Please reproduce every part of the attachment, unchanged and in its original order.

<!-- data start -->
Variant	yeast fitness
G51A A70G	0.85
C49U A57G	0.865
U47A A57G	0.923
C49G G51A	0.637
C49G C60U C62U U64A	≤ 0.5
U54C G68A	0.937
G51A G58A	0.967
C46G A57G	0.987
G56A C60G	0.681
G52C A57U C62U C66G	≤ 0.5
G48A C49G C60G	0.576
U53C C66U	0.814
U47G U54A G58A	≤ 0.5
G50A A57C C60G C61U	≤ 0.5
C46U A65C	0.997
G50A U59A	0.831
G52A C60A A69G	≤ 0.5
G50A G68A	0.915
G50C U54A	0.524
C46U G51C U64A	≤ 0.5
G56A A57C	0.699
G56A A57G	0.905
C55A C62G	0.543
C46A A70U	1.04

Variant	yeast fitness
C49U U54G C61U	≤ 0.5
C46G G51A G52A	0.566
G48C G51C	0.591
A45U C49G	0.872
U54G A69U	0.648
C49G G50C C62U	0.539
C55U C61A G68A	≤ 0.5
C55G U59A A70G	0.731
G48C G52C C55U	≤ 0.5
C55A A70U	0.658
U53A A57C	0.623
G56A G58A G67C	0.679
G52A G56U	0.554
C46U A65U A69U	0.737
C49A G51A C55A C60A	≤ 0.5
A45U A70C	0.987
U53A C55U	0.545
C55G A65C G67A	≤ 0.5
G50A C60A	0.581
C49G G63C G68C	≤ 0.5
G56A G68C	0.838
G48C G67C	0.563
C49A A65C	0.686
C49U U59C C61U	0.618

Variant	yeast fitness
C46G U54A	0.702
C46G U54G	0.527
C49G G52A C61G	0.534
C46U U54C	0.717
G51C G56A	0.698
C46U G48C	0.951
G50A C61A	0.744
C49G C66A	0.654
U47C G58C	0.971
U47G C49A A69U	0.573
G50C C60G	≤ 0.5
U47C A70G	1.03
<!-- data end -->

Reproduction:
Variant	yeast fitness
G51A A70G	0.85
C49U A57G	0.865
U47A A57G	0.923
C49G G51A	0.637
C49G C60U C62U U64A	≤ 0.5
U54C G68A	0.937
G51A G58A	0.967
C46G A57G	0.987
G56A C60G	0.681
G52C A57U C62U C66G	≤ 0.5
G48A C49G C60G	0.576
U53C C66U	0.814
U47G U54A G58A	≤ 0.5
G50A A57C C60G C61U	≤ 0.5
C46U A65C	0.997
G50A U59A	0.831
G52A C60A A69G	≤ 0.5
G50A G68A	0.915
G50C U54A	0.524
C46U G51C U64A	≤ 0.5
G56A A57C	0.699
G56A A57G	0.905
C55A C62G	0.543
C46A A70U	1.04

Variant	yeast fitness
C49U U54G C61U	≤ 0.5
C46G G51A G52A	0.566
G48C G51C	0.591
A45U C49G	0.872
U54G A69U	0.648
C49G G50C C62U	0.539
C55U C61A G68A	≤ 0.5
C55G U59A A70G	0.731
G48C G52C C55U	≤ 0.5
C55A A70U	0.658
U53A A57C	0.623
G56A G58A G67C	0.679
G52A G56U	0.554
C46U A65U A69U	0.737
C49A G51A C55A C60A	≤ 0.5
A45U A70C	0.987
U53A C55U	0.545
C55G A65C G67A	≤ 0.5
G50A C60A	0.581
C49G G63C G68C	≤ 0.5
G56A G68C	0.838
G48C G67C	0.563
C49A A65C	0.686
C49U U59C C61U	0.618

Variant	yeast fitness
C46G U54A	0.702
C46G U54G	0.527
C49G G52A C61G	0.534
C46U U54C	0.717
G51C G56A	0.698
C46U G48C	0.951
G50A C61A	0.744
C49G C66A	0.654
U47C G58C	0.971
U47G C49A A69U	0.573
G50C C60G	≤ 0.5
U47C A70G	1.03